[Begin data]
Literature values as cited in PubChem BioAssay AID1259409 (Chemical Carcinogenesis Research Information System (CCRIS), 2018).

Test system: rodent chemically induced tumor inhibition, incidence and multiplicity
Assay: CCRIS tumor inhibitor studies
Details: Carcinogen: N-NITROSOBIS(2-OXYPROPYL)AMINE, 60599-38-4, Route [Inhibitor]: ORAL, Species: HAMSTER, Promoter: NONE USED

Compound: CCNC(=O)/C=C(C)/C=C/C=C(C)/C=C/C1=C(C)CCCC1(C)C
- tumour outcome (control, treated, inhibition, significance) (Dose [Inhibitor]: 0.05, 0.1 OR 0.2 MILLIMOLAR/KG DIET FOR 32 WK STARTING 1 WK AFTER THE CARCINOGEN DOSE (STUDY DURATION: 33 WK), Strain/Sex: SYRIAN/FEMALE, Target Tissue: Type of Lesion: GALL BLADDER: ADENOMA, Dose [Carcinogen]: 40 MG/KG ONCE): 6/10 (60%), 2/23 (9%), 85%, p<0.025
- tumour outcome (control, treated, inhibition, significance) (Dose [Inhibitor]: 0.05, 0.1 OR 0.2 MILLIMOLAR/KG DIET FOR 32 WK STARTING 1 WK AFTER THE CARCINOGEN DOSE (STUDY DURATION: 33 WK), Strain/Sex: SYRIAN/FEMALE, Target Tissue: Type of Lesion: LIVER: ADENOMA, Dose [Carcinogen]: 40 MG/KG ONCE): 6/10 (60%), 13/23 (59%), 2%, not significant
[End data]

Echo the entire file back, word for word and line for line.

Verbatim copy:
Literature values as cited in PubChem BioAssay AID1259409 (Chemical Carcinogenesis Research Information System (CCRIS), 2018).

Test system: rodent chemically induced tumor inhibition, incidence and multiplicity
Assay: CCRIS tumor inhibitor studies
Details: Carcinogen: N-NITROSOBIS(2-OXYPROPYL)AMINE, 60599-38-4, Route [Inhibitor]: ORAL, Species: HAMSTER, Promoter: NONE USED

Compound: CCNC(=O)/C=C(C)/C=C/C=C(C)/C=C/C1=C(C)CCCC1(C)C
- tumour outcome (control, treated, inhibition, significance) (Dose [Inhibitor]: 0.05, 0.1 OR 0.2 MILLIMOLAR/KG DIET FOR 32 WK STARTING 1 WK AFTER THE CARCINOGEN DOSE (STUDY DURATION: 33 WK), Strain/Sex: SYRIAN/FEMALE, Target Tissue: Type of Lesion: GALL BLADDER: ADENOMA, Dose [Carcinogen]: 40 MG/KG ONCE): 6/10 (60%), 2/23 (9%), 85%, p<0.025
- tumour outcome (control, treated, inhibition, significance) (Dose [Inhibitor]: 0.05, 0.1 OR 0.2 MILLIMOLAR/KG DIET FOR 32 WK STARTING 1 WK AFTER THE CARCINOGEN DOSE (STUDY DURATION: 33 WK), Strain/Sex: SYRIAN/FEMALE, Target Tissue: Type of Lesion: LIVER: ADENOMA, Dose [Carcinogen]: 40 MG/KG ONCE): 6/10 (60%), 13/23 (59%), 2%, not significant